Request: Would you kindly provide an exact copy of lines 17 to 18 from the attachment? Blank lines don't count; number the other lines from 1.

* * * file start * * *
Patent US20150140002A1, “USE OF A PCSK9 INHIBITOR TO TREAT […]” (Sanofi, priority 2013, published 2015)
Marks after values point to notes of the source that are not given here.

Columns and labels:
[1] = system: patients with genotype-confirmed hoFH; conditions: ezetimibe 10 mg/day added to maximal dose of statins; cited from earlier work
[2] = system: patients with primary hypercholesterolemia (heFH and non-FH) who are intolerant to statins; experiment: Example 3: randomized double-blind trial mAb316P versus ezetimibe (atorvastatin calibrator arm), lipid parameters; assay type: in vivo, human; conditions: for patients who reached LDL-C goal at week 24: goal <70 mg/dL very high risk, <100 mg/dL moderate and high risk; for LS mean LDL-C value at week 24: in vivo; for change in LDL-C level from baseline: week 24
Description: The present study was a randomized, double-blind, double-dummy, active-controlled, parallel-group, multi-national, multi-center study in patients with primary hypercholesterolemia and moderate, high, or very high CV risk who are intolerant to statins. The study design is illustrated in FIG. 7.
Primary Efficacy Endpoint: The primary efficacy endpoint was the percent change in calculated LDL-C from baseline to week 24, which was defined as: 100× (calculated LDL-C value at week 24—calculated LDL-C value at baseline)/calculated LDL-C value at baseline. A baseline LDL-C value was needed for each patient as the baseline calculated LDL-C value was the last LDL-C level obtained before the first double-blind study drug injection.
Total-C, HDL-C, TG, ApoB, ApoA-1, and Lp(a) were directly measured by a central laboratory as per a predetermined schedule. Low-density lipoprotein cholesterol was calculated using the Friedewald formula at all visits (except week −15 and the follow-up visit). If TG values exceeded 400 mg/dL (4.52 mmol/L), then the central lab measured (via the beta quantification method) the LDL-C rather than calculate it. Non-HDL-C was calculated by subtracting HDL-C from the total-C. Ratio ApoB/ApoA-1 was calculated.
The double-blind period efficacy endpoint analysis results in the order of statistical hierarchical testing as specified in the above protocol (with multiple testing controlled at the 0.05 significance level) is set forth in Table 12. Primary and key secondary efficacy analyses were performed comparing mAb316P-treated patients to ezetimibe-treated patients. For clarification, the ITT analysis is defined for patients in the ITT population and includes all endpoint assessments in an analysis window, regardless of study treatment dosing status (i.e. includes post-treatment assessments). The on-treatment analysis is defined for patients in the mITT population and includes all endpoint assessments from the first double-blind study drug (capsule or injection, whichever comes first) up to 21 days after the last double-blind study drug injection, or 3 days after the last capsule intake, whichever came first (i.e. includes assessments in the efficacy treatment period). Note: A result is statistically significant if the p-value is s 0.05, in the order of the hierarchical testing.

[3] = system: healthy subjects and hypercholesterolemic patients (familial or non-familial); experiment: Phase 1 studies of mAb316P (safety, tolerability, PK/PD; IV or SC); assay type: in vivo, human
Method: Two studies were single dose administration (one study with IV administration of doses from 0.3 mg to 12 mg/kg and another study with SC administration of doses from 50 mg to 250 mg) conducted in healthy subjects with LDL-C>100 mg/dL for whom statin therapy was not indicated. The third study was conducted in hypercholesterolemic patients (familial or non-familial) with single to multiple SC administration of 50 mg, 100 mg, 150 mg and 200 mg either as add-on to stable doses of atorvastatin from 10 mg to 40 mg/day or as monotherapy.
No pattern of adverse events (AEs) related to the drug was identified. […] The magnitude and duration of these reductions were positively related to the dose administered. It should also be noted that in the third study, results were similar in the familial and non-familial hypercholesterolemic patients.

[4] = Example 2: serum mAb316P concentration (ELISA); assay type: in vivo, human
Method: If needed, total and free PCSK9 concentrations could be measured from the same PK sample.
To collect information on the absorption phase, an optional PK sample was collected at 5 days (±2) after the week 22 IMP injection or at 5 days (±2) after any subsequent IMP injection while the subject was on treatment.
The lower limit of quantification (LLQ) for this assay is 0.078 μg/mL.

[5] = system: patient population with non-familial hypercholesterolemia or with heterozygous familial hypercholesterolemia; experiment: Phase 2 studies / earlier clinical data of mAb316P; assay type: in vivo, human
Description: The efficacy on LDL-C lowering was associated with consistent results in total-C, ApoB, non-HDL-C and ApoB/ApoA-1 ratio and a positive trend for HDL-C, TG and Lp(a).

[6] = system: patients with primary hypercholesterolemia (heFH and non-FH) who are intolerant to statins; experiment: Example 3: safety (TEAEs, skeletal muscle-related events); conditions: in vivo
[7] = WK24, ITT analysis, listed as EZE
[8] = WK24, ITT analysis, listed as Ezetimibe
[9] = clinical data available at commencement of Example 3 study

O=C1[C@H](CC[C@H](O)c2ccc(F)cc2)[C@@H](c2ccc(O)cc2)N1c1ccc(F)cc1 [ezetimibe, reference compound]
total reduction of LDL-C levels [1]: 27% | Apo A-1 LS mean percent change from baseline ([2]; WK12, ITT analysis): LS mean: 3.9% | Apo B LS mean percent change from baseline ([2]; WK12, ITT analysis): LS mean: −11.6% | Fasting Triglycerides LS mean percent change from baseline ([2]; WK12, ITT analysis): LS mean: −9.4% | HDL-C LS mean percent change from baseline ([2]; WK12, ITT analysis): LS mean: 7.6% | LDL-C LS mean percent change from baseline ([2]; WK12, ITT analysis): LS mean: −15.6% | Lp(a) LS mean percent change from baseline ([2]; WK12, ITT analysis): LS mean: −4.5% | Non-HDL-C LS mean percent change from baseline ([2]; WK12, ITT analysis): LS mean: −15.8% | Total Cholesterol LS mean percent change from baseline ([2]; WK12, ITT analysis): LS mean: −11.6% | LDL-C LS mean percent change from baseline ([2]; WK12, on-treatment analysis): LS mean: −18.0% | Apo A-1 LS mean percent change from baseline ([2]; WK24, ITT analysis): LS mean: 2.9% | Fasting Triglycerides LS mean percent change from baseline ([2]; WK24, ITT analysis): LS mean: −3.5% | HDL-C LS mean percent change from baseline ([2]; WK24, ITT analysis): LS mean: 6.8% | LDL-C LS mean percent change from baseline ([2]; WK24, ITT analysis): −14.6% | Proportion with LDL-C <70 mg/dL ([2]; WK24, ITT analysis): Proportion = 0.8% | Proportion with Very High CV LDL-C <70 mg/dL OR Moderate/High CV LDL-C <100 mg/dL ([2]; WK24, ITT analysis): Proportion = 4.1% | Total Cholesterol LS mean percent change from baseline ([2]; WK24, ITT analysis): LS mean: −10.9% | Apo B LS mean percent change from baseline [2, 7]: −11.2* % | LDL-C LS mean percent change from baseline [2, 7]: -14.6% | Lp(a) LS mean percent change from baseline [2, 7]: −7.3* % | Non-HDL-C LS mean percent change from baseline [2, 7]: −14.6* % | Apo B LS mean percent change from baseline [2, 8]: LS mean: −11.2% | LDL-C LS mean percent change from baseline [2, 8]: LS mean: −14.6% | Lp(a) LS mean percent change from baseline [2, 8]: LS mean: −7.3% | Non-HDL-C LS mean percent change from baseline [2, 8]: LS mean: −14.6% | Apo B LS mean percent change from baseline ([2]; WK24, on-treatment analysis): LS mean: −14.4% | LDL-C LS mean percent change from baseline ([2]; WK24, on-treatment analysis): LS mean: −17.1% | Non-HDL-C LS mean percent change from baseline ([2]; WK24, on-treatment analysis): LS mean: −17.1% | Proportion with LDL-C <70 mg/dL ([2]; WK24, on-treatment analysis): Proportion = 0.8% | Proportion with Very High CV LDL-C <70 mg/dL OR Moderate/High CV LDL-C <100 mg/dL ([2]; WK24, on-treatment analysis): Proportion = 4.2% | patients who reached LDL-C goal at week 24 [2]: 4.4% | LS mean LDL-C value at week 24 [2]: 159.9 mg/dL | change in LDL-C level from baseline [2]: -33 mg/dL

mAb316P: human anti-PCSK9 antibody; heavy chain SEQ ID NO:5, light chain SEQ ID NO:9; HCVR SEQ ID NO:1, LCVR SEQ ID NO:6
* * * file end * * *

[5] = system: patient population with non-familial hypercholesterolemia or with heterozygous familial hypercholesterolemia; experiment: Phase 2 studies / earlier clinical data of mAb316P; assay type: in vivo, human
Description: The efficacy on LDL-C lowering was associated with consistent results in total-C, ApoB, non-HDL-C and ApoB/ApoA-1 ratio and a positive trend for HDL-C, TG and Lp(a).